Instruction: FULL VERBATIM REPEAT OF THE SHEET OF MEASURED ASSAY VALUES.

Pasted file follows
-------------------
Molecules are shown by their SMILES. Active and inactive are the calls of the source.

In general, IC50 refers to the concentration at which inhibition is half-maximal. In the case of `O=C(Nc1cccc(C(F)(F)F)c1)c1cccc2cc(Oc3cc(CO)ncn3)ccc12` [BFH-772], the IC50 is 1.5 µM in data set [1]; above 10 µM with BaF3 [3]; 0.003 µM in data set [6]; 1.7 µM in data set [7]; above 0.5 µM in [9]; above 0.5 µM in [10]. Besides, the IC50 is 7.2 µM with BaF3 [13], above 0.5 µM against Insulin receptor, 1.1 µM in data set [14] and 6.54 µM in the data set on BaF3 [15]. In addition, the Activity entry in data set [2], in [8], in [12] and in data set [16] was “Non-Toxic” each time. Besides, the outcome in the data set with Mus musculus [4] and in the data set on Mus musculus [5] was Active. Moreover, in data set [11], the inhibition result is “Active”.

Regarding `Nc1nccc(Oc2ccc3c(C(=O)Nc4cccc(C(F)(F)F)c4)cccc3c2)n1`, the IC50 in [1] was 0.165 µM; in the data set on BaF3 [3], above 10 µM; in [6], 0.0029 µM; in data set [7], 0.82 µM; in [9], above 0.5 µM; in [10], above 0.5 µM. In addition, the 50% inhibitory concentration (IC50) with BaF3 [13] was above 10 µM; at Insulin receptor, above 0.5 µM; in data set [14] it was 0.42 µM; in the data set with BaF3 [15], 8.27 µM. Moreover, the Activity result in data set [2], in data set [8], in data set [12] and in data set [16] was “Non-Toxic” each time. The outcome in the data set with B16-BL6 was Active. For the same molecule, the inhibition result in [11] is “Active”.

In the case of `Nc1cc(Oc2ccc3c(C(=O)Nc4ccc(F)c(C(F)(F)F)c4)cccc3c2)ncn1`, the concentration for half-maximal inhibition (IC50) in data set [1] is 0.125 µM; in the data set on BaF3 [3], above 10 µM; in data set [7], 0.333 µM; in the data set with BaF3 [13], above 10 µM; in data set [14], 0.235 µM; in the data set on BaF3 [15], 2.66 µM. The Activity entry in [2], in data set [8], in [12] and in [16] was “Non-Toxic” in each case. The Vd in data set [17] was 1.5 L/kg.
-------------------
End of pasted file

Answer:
Molecules are shown by their SMILES. Active and inactive are the calls of the source.

In general, IC50 refers to the concentration at which inhibition is half-maximal. In the case of `O=C(Nc1cccc(C(F)(F)F)c1)c1cccc2cc(Oc3cc(CO)ncn3)ccc12` [BFH-772], the IC50 is 1.5 µM in data set [1]; above 10 µM with BaF3 [3]; 0.003 µM in data set [6]; 1.7 µM in data set [7]; above 0.5 µM in [9]; above 0.5 µM in [10]. Besides, the IC50 is 7.2 µM with BaF3 [13], above 0.5 µM against Insulin receptor, 1.1 µM in data set [14] and 6.54 µM in the data set on BaF3 [15]. In addition, the Activity entry in data set [2], in [8], in [12] and in data set [16] was “Non-Toxic” each time. Besides, the outcome in the data set with Mus musculus [4] and in the data set on Mus musculus [5] was Active. Moreover, in data set [11], the inhibition result is “Active”.

Regarding `Nc1nccc(Oc2ccc3c(C(=O)Nc4cccc(C(F)(F)F)c4)cccc3c2)n1`, the IC50 in [1] was 0.165 µM; in the data set on BaF3 [3], above 10 µM; in [6], 0.0029 µM; in data set [7], 0.82 µM; in [9], above 0.5 µM; in [10], above 0.5 µM. In addition, the 50% inhibitory concentration (IC50) with BaF3 [13] was above 10 µM; at Insulin receptor, above 0.5 µM; in data set [14] it was 0.42 µM; in the data set with BaF3 [15], 8.27 µM. Moreover, the Activity result in data set [2], in data set [8], in data set [12] and in data set [16] was “Non-Toxic” each time. The outcome in the data set with B16-BL6 was Active. For the same molecule, the inhibition result in [11] is “Active”.

In the case of `Nc1cc(Oc2ccc3c(C(=O)Nc4ccc(F)c(C(F)(F)F)c4)cccc3c2)ncn1`, the concentration for half-maximal inhibition (IC50) in data set [1] is 0.125 µM; in the data set on BaF3 [3], above 10 µM; in data set [7], 0.333 µM; in the data set with BaF3 [13], above 10 µM; in data set [14], 0.235 µM; in the data set on BaF3 [15], 2.66 µM. The Activity entry in [2], in data set [8], in [12] and in [16] was “Non-Toxic” in each case. The Vd in data set [17] was 1.5 L/kg.